Four Circles of Population Health

In my previous blog in this series, I wrote about the ‘Pentagon Model’ which we have developed in Morecambe Bay to help us think about how we manage Population Health. The Pentagon approach actually forms one of four parts of some over-lapping circles, based on 4-Ps (Population Health Approach, Partnerships, Places, People Movement), which give a more holistic view of what is involved.

 

At the heart of the model we are working with, sits the people and communities who live in Morecambe Bay. Communities can be geographical, communities of interest (e.g. faith-based/workplaces etc), or transient (e.g. students). We are absolutely passionate that we do not do things TO people and communities, but rather, guided by the brilliant principle that ‘nothing about me, without me, is for me’, we do things with the people and communities we are trying to serve. We look to co-design, co-create and co-produce our services, because the services belong to the people. This takes culture change and some new thinking on our part and we are learning to work differently.

 

Our Venn-diagram gives us a framework with which to think about Population Health more clearly. The Population Health Approach Pentagon of prevent, detect, protect, manage, recover really forms one of the circles. Included within this, also, are a few other important factors. Firstly culture. If we don’t get culture right, then we don’t get care right. I’ve done three separate vlogs on the kind of culture we are trying to embed across the health and care system in Morecambe Bay – Joy, Kindness and Excellence. Secondly, we are redesigning work around various different health problems, for example, diabetes or respiratory problems WITH people who actually live with those conditions and use our services on a regular basis, building pathways for people that actually make sense and work for everybody. Thirdly, we are taking time to really understand the data available to us through many sources and using it to enable both the leadership team and our local teams to make informed decisions about where we need to focus our efforts to improve care.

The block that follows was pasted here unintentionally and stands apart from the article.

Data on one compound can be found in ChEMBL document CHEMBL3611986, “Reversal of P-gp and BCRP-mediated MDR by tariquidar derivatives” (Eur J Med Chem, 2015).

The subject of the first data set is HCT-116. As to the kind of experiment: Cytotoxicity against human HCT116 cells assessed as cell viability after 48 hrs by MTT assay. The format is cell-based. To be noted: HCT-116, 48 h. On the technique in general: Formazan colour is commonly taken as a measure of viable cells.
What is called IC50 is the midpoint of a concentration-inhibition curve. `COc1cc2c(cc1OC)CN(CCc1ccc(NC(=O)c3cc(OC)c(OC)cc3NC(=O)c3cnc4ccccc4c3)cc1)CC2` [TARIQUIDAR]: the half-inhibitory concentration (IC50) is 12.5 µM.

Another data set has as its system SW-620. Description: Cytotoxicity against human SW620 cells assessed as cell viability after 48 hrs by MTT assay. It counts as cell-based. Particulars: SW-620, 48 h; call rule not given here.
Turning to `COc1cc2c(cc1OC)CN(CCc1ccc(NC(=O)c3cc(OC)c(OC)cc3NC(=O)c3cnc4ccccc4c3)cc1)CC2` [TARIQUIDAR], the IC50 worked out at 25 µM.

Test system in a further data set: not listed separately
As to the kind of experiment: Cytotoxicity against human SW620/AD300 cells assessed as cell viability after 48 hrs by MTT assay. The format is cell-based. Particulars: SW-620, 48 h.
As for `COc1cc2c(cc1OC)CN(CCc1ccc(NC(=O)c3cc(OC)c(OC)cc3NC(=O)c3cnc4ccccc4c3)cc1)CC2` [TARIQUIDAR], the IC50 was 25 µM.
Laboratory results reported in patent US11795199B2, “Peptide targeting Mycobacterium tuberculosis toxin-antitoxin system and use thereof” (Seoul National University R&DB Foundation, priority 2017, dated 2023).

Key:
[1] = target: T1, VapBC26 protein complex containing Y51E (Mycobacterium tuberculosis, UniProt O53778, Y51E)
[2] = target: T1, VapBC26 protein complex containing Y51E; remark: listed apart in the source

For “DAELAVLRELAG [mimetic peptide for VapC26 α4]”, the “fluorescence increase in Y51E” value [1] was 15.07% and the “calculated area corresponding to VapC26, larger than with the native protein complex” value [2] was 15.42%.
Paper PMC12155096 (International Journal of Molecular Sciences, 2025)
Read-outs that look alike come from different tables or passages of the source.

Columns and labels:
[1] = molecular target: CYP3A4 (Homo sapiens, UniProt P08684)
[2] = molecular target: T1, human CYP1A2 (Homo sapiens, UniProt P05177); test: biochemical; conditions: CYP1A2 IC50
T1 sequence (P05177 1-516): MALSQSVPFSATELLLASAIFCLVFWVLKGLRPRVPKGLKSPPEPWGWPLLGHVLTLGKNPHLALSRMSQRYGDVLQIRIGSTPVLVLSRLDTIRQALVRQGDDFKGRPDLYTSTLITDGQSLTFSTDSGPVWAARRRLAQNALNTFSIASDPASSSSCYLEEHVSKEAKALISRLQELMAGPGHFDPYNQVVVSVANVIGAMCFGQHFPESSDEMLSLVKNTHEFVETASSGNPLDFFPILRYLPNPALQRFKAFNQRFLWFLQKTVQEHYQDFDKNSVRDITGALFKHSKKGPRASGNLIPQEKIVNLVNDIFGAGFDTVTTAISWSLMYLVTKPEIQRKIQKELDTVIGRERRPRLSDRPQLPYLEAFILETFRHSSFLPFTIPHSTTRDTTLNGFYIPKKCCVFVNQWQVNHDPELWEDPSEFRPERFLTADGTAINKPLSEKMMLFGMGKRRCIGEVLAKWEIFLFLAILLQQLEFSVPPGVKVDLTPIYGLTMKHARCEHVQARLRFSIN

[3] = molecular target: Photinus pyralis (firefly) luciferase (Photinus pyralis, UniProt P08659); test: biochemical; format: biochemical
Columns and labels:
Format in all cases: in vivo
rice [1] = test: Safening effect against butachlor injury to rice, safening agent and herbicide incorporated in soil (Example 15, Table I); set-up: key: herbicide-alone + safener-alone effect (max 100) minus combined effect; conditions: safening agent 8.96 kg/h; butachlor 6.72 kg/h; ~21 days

More than ever before it means that we need to share resources with other organisations in order for us to be able to cope with current budget constraints. It also means that we have to think very carefully about where we align our resources. One of the issues for us in population health is that we have never really tackled the growing health inequalities in society. It is simply NOT OK that some people in this Bay die 15-20 years earlier than people who live 6 miles down the road. It is also NOT OK, that it is in these areas of higher deprivation, where we also see more complex medical and social problems, but do not allocate the money or the staffing to cope with the increased demand. And yes – it is true, that the problems are complex, and so money and resource is not the only answer, but it is definitely a part of the answer! If we’re ever going to make an inroad into changing the health of our population and tackling health inequality, we need to apply the triple value approach of Professor Sir Muir Grey – of how we prioritise our resources. (http://www.nhsconfed.org/blog/2015/05/the-triple-value-agenda-should-be-our-focus-for-this-century). Here is a short clip about it, if you’re interested! (https://vimeo.com/155569869).

 

Partnerships are absolutely key in improving the health of the population. There is so much cross over between county and city/district councils, the police, the fire service, the NHS in it’s various guises (including mental health, GPs, acute hospital trusts and community services), the CVFS and indeed the business sector. The relationships at strategic-leadership level and within each locality are the oil that allow us to work effectively together. It is only through honest, transparent vulnerability that we learn to trust each other and to share the resources we have to serve the needs of the population. As social care continues to sit under the remit of the County Councils and Health remains under the NHS, increasingly devolved into the regional Integrated Care Systems, without a deeper and more shared accountability and effective working together we will not have the necessary leadership to enable local team to transform the future of care.